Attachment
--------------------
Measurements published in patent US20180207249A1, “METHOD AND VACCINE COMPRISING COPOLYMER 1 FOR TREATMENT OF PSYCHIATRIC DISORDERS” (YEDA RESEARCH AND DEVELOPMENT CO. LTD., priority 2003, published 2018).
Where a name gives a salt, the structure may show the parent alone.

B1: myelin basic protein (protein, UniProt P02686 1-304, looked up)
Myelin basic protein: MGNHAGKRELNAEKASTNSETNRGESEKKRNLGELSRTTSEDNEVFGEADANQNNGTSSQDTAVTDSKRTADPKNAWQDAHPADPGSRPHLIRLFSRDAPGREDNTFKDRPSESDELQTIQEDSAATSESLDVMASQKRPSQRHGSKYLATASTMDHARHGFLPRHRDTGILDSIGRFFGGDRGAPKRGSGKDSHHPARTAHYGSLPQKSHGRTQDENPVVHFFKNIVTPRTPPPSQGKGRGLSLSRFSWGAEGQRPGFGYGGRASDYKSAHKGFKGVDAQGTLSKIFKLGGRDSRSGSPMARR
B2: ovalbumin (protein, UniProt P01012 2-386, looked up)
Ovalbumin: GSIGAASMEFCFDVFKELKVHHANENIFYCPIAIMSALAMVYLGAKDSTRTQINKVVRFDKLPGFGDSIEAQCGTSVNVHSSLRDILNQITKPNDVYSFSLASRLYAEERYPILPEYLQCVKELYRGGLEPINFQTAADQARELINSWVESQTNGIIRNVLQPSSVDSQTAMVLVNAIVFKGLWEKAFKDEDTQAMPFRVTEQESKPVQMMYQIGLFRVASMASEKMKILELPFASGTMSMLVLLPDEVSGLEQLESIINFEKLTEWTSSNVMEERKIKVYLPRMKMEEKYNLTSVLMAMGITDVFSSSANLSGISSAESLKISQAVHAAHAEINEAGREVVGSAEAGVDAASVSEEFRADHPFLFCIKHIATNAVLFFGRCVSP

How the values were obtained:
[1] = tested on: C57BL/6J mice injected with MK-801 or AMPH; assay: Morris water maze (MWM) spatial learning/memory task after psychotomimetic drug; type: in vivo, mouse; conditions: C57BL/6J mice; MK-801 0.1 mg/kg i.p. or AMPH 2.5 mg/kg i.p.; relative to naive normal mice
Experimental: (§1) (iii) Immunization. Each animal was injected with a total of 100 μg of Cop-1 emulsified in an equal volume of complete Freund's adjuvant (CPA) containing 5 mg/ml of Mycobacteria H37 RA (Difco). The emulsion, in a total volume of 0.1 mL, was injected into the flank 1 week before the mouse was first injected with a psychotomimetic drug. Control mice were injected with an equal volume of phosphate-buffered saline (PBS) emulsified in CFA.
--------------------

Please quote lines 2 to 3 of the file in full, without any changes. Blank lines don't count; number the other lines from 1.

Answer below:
Where a name gives a salt, the structure may show the parent alone.

B1: myelin basic protein (protein, UniProt P02686 1-304, looked up)